5. Did he think that he would be raised to life again on the third day? Since the Gospel accounts of Jesus were all written after the resurrection and all of his life and ministry interpreted from that knowledge, it is hard to say what Jesus really felt as he approached Jerusalem. If the promise of the incarnation is true, that God in Christ really did become human, then we may have some assurance that Jesus experienced all of the fears and anxieties that the rest of us would in that situation, fears and anxieties manifest in his prayer in Gethsemane and his prayer from the cross. What do you think?

There is much that I do not know about the meaning of this story. It really is a puzzle and I don't have neat answers for you. What most troubles me is not what I don't know about it, but what I do know. What we know is that Jesus was doing what he thought God wanted him to do, even if it was going to cost him his life. Jesus chose to be faithful and come to Jerusalem when it would have been safer to stay away. He chose to be faithful even though he probably did not know what God would do -- or not do -- when he confronted the authorities. He chose to be faithful, even on Thursday night, when he really knew what lay ahead, and even on Friday when he thought God had abandoned him on the cross.

That's what faithfulness is all about, isn't it. Faith is not believing that you have all the answers to life's most difficult problems. Faith is the willingness to trust that God will guide you when you don't have the answers. And faithfulness is acting out that trust in specific situations. Faithfulness is being obedient even when we don't know the particulars of the outcome. Faithfulness is being obedient even when we would rather do something else. Faithfulness is being obedient even when we know the cost will be great, and we don't know if we have a parachute.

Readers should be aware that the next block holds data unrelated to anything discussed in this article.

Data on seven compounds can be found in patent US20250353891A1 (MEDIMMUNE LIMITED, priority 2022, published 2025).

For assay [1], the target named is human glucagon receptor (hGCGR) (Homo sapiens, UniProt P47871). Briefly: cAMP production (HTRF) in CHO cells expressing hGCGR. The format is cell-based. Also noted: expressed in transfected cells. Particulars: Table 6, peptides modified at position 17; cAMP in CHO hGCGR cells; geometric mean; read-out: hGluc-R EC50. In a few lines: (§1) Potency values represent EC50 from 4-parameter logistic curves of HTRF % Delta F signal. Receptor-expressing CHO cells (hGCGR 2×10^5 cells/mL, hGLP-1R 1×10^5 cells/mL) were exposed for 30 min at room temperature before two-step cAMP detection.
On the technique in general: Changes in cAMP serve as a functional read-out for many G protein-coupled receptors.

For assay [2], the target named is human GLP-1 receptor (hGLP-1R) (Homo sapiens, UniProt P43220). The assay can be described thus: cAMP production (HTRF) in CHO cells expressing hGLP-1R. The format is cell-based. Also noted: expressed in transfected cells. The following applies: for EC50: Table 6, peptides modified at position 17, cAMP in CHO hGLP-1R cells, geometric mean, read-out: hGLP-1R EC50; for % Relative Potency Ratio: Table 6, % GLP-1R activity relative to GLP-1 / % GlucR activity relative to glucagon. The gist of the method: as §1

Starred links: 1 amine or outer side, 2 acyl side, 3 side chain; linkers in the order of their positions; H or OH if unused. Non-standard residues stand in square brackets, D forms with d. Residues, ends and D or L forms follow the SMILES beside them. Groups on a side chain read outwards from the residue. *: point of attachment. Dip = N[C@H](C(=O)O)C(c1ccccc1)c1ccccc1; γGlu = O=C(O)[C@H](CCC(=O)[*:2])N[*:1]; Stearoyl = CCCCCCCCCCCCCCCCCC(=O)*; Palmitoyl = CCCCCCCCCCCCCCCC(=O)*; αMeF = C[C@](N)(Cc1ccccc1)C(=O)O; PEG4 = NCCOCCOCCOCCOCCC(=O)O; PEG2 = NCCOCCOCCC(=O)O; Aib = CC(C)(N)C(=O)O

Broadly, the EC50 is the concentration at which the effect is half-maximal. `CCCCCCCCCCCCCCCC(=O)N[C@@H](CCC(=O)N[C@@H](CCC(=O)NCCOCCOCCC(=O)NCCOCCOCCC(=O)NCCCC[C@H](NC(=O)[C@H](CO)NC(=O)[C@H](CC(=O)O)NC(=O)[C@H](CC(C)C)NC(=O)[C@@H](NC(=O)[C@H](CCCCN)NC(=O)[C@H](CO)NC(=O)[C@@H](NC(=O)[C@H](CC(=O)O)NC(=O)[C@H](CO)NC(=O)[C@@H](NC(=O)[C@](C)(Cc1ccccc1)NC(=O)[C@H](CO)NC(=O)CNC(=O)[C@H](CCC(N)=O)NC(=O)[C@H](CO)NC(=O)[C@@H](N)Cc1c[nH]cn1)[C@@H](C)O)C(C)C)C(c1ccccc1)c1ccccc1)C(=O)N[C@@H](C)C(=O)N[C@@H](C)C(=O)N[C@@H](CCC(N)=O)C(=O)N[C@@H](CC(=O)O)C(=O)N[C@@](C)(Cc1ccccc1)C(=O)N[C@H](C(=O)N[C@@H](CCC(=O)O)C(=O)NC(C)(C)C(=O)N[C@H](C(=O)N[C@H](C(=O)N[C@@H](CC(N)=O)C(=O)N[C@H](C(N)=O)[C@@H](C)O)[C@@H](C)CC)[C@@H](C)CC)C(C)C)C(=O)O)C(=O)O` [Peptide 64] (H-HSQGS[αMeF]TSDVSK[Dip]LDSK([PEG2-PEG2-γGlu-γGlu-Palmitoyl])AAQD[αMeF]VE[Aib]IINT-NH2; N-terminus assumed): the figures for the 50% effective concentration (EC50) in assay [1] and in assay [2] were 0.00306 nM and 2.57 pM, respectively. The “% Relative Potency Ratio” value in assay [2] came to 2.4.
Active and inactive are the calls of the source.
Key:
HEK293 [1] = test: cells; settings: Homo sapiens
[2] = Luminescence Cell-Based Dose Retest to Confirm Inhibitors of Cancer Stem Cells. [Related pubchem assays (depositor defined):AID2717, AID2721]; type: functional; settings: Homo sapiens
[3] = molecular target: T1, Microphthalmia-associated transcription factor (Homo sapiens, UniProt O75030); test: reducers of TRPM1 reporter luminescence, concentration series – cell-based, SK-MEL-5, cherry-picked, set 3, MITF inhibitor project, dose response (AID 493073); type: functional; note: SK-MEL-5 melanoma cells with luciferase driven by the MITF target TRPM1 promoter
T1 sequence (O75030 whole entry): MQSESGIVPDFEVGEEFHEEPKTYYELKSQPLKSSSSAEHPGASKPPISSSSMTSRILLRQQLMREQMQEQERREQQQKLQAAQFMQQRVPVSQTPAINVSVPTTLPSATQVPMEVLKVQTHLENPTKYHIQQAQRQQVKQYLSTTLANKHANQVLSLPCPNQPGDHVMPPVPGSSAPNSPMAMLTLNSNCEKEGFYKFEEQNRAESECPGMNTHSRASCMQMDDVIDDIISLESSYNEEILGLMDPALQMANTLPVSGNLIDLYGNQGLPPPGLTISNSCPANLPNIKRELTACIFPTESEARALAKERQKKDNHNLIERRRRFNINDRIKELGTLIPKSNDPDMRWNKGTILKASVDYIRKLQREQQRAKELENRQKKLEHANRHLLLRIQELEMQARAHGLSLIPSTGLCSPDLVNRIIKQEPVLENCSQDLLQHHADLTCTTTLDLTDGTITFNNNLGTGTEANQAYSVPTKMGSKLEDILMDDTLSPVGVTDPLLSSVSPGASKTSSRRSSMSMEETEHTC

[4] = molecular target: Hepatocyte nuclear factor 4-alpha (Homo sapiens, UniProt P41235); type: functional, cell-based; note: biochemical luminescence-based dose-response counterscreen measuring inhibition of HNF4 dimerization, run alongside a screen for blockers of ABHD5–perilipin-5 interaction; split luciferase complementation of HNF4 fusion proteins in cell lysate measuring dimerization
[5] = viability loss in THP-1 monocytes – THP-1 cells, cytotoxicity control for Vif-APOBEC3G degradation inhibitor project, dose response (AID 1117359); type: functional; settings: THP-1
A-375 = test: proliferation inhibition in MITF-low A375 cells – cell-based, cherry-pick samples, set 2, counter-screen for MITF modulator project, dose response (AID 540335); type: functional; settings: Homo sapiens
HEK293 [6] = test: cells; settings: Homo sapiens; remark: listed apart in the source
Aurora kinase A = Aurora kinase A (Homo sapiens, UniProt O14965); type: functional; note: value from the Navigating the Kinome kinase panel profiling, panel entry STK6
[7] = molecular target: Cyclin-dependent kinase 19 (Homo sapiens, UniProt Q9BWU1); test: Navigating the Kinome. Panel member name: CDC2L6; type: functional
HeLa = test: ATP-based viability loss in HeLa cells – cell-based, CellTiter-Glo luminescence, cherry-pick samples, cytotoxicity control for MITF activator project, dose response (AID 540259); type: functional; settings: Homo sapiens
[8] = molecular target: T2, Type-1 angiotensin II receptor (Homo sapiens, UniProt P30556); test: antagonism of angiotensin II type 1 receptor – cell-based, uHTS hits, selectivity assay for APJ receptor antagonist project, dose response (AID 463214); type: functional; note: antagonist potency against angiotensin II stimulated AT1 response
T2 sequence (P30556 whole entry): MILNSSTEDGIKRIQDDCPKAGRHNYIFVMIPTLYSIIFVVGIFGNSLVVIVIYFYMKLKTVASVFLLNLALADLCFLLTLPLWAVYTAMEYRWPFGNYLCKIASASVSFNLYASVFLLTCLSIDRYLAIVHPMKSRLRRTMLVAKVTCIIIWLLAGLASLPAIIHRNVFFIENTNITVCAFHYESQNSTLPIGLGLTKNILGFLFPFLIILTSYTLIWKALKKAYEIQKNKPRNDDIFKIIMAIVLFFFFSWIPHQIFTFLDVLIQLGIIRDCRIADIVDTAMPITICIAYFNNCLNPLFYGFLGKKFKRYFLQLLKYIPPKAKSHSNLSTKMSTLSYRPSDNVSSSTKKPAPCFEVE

Now the hard question: does this incident in the life of Jesus say anything to you about your faithfulness in relation to political reality in our time (war, a presidential election, economic recession, terrorism). That, dear friend, is where I hope reflecting on this incident will lead you, as it does me, on this Palm Sunday and in Holy Week ahead of us.

- Milo